hard heads soft hearts
Wednesday, May 02, 2012
Sasha Said - Reeling From The News.
. . .Remember the job I was telling you about? Nine days of unpaid training and the need to pass a bunch of proficiency tests, after which we were to start a part-time, no-benefits contract job for $9.50 an hour? Today I received a notice congratulating me on passing the final test. Unfortunately, the notice then went on to inform me that the project has been canceled. Just like that. There will be no jobs for anyone. No reason was given.I guess what I don't understand regarding the sneering tone toward ZMP workers is, what makes these people so sure that their contribution is positive? Surely it's possible that someone who at least tried to prevent the $3 trillion disaster in Iraq has made a more valuable ex ante contribution than an employed middle-class worker who kept his head down and nose clean? I don't begrudge anyone their well-paying job, what I don't get is the certainty that their market income reflects their actual contribution.
Also, it seems worth pointing that your MP can be highly dependent on fairly arbitrary decisions made by the people at the top. For example suppose your CEO is
So whether the active traders have a large positive MP, or negative MP, depends on a big macro decision by the person at the top, and the important point is that this is a type of decision for which leaders are *never* held accountable. Whether a leader chooses an active trading approach, or a passive index approach, the machine will produce large amounts of evidence why the choice of the leader was right/superior/inevitable. Whichever choice the leader makes, it will turn out to have been the right one in the minds of most people, at most times.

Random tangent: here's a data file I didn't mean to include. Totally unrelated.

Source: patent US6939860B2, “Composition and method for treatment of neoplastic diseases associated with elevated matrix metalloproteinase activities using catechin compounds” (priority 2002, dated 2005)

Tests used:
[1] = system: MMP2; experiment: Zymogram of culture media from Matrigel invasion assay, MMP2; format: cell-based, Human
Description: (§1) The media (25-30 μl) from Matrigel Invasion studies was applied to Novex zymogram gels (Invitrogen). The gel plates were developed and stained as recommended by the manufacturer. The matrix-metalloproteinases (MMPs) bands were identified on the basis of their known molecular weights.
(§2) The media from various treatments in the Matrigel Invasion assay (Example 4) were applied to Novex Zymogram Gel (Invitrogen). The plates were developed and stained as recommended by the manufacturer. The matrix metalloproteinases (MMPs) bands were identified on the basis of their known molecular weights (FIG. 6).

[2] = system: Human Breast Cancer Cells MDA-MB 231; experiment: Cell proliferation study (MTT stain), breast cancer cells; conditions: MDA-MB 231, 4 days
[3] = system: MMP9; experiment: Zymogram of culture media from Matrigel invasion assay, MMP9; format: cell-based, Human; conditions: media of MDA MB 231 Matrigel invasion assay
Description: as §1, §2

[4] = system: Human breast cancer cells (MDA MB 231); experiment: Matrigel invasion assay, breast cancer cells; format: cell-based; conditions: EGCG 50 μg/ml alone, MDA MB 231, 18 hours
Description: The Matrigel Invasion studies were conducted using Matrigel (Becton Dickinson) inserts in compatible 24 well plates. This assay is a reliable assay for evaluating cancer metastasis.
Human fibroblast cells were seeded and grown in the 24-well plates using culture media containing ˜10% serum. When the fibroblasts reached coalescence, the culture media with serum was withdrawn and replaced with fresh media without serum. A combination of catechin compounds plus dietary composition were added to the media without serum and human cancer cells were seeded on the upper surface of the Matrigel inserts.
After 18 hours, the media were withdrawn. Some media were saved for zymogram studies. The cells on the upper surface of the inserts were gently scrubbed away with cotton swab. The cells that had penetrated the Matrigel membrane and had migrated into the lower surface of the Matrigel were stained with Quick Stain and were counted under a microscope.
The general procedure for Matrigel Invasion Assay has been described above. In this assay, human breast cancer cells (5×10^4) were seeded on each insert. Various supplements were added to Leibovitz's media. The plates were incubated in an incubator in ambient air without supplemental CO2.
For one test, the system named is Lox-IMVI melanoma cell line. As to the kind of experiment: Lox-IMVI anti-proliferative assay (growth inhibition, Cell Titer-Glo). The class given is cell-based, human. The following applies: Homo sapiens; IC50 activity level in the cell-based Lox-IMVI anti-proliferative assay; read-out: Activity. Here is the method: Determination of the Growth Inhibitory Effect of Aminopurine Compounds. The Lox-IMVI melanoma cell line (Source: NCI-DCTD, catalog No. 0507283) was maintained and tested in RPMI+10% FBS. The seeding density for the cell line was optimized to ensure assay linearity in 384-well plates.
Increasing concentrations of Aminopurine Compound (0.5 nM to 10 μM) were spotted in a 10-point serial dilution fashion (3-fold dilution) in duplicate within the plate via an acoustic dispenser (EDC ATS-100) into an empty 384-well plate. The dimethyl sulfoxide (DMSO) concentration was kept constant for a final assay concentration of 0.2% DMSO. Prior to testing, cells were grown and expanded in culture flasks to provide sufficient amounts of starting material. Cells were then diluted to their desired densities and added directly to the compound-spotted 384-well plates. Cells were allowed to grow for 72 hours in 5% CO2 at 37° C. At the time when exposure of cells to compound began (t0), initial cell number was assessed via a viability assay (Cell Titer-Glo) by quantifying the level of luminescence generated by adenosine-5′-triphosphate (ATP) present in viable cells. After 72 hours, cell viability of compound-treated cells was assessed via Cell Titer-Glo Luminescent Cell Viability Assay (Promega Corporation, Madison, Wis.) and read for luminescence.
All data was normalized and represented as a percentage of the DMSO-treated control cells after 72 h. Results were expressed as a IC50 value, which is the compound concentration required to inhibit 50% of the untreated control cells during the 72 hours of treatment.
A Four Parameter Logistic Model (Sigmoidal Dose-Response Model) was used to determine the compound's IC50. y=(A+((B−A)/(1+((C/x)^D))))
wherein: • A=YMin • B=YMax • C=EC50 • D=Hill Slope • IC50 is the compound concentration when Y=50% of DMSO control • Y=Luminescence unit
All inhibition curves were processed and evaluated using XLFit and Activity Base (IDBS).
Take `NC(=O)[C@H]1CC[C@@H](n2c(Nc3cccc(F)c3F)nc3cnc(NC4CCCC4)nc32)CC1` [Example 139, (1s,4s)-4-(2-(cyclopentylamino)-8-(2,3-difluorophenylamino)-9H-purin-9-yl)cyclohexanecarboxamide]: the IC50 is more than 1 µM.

I'm not claiming that a benevolent dictator could dictate incomes more fairly and justly. What I'm saying is that market outcomes deserve respect but not reverence. We can believe that there's no better way of generating an initial presumptive allocation of rewards than the market, without believing the market to such an extent that we're willing to let people starve/go homeless because of our alleged certainty in their ZMP.
John Maynard Keynes - Chapter 12. The State of Long-Term Expectation (1936)
. . .The outstanding fact is the extreme precariousness of the basis of knowledge on which our estimates of prospective yield have to be made. Our knowledge of the factors which will govern the yield of an investment some years hence is usually very slight and often negligible. If we speak frankly, we have to admit that our basis of knowledge for estimating the yield ten years hence of a railway, a copper mine, a textile factory, the goodwill of a patent medicine, an Atlantic liner, a building in the City of London amounts to little and sometimes to nothing; or even five years hence. In fact, those who seriously attempt to make any such estimate are often so much in the minority that their behaviour does not govern the market.John C. Bogle - Don’t Count On It! The Perils of Numeracy (Princeton 10/18/2002)
(Via Sarah Kliff (Wonkblog)) Amy Berman (WapPo) - On living with inflammatory breast cancer
next post: 8/10/2012
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